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1:05 pm 10/23/2012

I am working on a boiler problem at the Federal Building in Springfield, Illinois.

I have 3 Weil McLain #94 boilers with a vacuum return system.  All 3 boilers have vacuum breakers on them.  When the vac pump is running, it sucks all the way back to the boiler vac breakers.  Should these boilers have vac breakers on them?  Based on the articles I have read on the Wall, the answer is no.

The boilers have been replaced and a make up system has been added. When I turn the vac pump system on, I can hear water sucking on the receiver tank of the make up water.  Base on the articles I have read on the Wall, there should be a motorized valve in the vent line to the receiver tank. May I thinking straight?  Can this be a common motorized valve in the vent line that will close when none of the 3 make up water pumps are not running but will open when any one of the make up pumps need to add feed water to the respective boiler?

Final question.  I know one of my vacuum pumps is shot by the sqealing and whining.  If I replace them should I resize them larger to allow for any leaks that may be in the older system now. 


  • ttekushan_3
    ttekushan_3 Member Posts: 958
    adjust vacuum level against vacuum breakers

    It seems to me that the vacuum pumps are adjusted to a lower vacuum pressure level than the adjustment on the vacuum breakers. I presume that you have adjustable vacuum breakers and can adjust the breakers to a lower pressure (deeper vacuum) and/or adjust the vacuum pump levels a bit higher.

    Letting large quantities of air directly to the boiler will cool the steam, cause heat distribution problems and add so much corrosive oxygen to the boiler as to be destructive, even if using oxygen scavenging boiler chemicals.

    The boiler feed tank shouldn't be developing vacuum unless there are also overflow traps on the boilers piped directly to the feed tank rather than the vacuum return reservoir.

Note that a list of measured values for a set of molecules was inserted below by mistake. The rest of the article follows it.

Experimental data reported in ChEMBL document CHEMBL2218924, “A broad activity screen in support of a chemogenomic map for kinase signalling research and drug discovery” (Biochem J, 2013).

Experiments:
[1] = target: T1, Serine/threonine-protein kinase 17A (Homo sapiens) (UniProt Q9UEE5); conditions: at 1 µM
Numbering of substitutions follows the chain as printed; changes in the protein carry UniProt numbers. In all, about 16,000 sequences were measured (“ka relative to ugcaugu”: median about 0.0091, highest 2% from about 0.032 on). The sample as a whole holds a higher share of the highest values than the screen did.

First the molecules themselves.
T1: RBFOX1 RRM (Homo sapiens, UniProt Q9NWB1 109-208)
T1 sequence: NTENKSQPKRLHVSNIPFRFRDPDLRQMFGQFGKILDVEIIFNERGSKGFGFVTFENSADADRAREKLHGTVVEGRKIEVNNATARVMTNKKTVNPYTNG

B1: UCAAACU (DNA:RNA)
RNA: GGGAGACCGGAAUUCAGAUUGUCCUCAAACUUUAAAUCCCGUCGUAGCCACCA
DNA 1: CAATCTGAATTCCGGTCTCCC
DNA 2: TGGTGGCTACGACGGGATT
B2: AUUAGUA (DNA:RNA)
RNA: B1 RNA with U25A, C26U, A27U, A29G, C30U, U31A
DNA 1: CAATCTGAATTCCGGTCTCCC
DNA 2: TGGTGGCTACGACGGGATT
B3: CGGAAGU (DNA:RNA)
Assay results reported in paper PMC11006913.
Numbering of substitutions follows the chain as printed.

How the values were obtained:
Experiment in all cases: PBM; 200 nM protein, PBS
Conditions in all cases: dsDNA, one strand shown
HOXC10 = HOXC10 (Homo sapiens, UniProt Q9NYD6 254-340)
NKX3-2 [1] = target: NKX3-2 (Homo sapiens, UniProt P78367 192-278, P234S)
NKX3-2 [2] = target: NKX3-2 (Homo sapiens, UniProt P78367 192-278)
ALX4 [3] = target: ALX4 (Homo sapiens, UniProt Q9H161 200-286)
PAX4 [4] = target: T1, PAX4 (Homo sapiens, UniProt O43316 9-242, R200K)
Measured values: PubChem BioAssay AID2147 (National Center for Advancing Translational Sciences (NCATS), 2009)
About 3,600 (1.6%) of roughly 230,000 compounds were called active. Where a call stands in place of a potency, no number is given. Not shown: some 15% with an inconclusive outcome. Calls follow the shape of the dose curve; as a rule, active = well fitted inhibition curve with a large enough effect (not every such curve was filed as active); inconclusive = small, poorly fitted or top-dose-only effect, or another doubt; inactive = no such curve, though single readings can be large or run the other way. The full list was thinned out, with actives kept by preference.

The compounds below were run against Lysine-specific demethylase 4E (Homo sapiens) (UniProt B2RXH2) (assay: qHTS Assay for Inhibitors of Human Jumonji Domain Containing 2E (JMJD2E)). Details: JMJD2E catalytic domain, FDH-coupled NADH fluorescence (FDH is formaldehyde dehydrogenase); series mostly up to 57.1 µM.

What kind of vacuum pumps are there? They should be quite rebuildable. Squealing bearings can be replaced. Is it a liquid ring system (e.g. Nash Jennings)? If so, is the vacuum pump trigger on the reservoir set so that the liquid ring remains "wet"?

    Or is it a vortex type vacuum system (e.g. Domestic Vacuum Heating) with a cast iron receiver with pump(s) on it that run throughout the heating cycle?

    You really shouldn't have to throttle the boiler feed tank if everything is set up the way it's supposed to be, regardless.
  • rwangard
    rwangard Member Posts: 2
    found a problem

    The problem turned out to be that a new condensate return pump was added to our system to accommodate steam heat exchange for building hot water heating loop.  The condensate return was piped into the top of the condensate holding tank, rather than into the vac return system.  Also found that one of the vac pump was trashed because of high return, replaced pump and added an aqua-stat to monitor return temperature in case a FT trap goes bad, it will shut down the vac pumps.
This discussion has been closed.